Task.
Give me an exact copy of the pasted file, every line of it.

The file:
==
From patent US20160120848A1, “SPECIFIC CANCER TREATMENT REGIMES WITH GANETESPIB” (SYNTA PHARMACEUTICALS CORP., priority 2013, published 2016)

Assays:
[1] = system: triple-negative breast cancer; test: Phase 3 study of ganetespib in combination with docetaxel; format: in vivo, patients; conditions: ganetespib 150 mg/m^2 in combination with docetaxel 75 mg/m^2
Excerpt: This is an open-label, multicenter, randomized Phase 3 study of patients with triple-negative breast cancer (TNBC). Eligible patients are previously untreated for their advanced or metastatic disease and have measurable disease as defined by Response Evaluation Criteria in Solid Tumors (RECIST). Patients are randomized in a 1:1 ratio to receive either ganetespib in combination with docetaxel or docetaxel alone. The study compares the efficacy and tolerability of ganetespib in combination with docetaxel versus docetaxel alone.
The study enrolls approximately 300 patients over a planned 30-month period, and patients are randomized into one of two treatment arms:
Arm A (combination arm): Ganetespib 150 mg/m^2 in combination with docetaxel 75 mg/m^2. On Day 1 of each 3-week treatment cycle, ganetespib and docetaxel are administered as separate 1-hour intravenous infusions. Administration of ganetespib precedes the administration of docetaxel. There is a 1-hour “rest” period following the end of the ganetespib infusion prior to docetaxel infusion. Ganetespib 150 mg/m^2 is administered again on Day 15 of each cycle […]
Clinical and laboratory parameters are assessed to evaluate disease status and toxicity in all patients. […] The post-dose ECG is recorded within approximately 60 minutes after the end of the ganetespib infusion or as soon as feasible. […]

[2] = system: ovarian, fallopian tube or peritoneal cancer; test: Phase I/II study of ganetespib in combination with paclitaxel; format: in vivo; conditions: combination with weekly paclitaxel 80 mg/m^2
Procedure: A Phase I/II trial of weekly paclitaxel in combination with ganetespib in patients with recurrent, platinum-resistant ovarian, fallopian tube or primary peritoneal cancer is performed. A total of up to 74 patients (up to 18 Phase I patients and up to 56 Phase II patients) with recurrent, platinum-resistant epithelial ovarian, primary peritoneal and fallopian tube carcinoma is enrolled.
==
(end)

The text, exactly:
From patent US20160120848A1, “SPECIFIC CANCER TREATMENT REGIMES WITH GANETESPIB” (SYNTA PHARMACEUTICALS CORP., priority 2013, published 2016)

Assays:
[1] = system: triple-negative breast cancer; test: Phase 3 study of ganetespib in combination with docetaxel; format: in vivo, patients; conditions: ganetespib 150 mg/m^2 in combination with docetaxel 75 mg/m^2
Excerpt: This is an open-label, multicenter, randomized Phase 3 study of patients with triple-negative breast cancer (TNBC). Eligible patients are previously untreated for their advanced or metastatic disease and have measurable disease as defined by Response Evaluation Criteria in Solid Tumors (RECIST). Patients are randomized in a 1:1 ratio to receive either ganetespib in combination with docetaxel or docetaxel alone. The study compares the efficacy and tolerability of ganetespib in combination with docetaxel versus docetaxel alone.
The study enrolls approximately 300 patients over a planned 30-month period, and patients are randomized into one of two treatment arms:
Arm A (combination arm): Ganetespib 150 mg/m^2 in combination with docetaxel 75 mg/m^2. On Day 1 of each 3-week treatment cycle, ganetespib and docetaxel are administered as separate 1-hour intravenous infusions. Administration of ganetespib precedes the administration of docetaxel. There is a 1-hour “rest” period following the end of the ganetespib infusion prior to docetaxel infusion. Ganetespib 150 mg/m^2 is administered again on Day 15 of each cycle […]
Clinical and laboratory parameters are assessed to evaluate disease status and toxicity in all patients. […] The post-dose ECG is recorded within approximately 60 minutes after the end of the ganetespib infusion or as soon as feasible. […]

[2] = system: ovarian, fallopian tube or peritoneal cancer; test: Phase I/II study of ganetespib in combination with paclitaxel; format: in vivo; conditions: combination with weekly paclitaxel 80 mg/m^2
Procedure: A Phase I/II trial of weekly paclitaxel in combination with ganetespib in patients with recurrent, platinum-resistant ovarian, fallopian tube or primary peritoneal cancer is performed. A total of up to 74 patients (up to 18 Phase I patients and up to 56 Phase II patients) with recurrent, platinum-resistant epithelial ovarian, primary peritoneal and fallopian tube carcinoma is enrolled.